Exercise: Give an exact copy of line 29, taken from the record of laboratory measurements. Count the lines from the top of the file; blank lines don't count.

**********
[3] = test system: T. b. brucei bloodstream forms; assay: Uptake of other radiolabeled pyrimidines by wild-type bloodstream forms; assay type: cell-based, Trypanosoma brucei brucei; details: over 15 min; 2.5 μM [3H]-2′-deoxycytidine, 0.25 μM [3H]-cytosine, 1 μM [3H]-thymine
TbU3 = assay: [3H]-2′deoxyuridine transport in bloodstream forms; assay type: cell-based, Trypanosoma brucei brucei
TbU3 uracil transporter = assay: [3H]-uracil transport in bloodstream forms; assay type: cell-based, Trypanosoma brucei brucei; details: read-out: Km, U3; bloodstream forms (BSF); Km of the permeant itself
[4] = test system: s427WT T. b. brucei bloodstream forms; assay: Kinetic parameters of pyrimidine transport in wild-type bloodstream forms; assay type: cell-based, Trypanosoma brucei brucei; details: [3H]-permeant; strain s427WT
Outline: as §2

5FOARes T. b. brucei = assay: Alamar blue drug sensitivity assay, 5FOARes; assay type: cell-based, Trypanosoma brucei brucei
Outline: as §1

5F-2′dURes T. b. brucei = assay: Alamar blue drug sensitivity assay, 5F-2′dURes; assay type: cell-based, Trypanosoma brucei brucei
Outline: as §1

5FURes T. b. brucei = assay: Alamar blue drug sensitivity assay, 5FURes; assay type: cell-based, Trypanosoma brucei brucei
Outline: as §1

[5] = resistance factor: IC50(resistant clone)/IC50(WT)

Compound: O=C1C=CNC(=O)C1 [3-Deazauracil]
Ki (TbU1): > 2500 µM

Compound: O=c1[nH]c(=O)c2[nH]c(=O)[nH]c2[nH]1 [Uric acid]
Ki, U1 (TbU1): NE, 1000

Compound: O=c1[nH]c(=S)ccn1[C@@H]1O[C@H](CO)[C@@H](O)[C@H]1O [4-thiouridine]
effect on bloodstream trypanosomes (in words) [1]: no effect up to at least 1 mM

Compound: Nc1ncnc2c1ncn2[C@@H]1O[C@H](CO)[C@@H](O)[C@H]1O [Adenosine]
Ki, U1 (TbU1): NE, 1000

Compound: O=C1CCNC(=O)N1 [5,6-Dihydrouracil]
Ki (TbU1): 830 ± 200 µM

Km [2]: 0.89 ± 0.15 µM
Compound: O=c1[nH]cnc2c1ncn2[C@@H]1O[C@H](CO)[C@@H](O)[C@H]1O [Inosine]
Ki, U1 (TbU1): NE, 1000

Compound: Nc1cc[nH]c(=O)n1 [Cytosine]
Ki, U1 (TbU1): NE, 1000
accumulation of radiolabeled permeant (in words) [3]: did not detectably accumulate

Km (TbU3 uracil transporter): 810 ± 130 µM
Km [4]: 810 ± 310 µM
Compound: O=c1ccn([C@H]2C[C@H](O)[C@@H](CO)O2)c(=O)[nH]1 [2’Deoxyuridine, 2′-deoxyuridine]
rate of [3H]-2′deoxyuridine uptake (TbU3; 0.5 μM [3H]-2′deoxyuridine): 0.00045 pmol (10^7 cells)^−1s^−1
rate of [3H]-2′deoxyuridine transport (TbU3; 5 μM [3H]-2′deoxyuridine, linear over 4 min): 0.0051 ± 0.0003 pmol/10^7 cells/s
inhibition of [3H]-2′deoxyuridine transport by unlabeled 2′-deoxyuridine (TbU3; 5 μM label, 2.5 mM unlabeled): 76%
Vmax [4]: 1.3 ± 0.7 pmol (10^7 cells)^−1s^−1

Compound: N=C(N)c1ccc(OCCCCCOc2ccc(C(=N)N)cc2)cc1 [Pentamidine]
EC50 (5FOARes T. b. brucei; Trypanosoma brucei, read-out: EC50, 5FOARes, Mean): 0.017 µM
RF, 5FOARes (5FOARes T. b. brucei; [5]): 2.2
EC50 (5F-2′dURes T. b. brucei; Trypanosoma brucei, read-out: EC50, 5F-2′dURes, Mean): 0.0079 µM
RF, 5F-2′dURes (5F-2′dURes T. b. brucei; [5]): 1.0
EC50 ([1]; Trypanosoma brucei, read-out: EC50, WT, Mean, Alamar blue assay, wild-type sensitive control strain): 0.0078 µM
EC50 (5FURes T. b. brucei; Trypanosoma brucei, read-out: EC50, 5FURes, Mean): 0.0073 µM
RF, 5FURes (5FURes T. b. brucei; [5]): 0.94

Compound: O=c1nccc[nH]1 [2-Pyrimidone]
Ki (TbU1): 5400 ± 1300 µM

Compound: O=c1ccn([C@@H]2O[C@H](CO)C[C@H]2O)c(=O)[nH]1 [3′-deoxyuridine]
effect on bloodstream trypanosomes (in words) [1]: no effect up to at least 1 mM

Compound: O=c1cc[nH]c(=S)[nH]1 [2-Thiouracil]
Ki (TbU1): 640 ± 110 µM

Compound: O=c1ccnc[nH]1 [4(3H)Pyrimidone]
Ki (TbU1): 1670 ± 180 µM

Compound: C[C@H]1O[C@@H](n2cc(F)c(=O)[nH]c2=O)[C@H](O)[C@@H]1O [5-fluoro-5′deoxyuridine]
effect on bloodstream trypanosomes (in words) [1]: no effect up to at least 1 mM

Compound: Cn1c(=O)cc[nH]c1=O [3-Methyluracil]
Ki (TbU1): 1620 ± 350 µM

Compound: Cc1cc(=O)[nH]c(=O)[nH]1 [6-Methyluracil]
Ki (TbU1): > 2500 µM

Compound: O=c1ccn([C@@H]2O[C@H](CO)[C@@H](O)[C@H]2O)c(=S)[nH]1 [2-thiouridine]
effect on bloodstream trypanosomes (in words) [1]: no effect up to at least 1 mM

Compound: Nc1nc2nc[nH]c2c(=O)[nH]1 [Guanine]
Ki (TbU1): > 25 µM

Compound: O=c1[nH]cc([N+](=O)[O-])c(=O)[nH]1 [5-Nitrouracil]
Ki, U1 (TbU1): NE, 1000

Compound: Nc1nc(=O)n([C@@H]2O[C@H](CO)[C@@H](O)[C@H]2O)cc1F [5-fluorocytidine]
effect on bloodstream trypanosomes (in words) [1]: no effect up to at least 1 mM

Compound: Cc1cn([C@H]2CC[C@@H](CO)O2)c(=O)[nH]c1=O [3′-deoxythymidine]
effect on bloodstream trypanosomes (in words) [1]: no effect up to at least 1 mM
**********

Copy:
Km (TbU3 uracil transporter): 810 ± 130 µM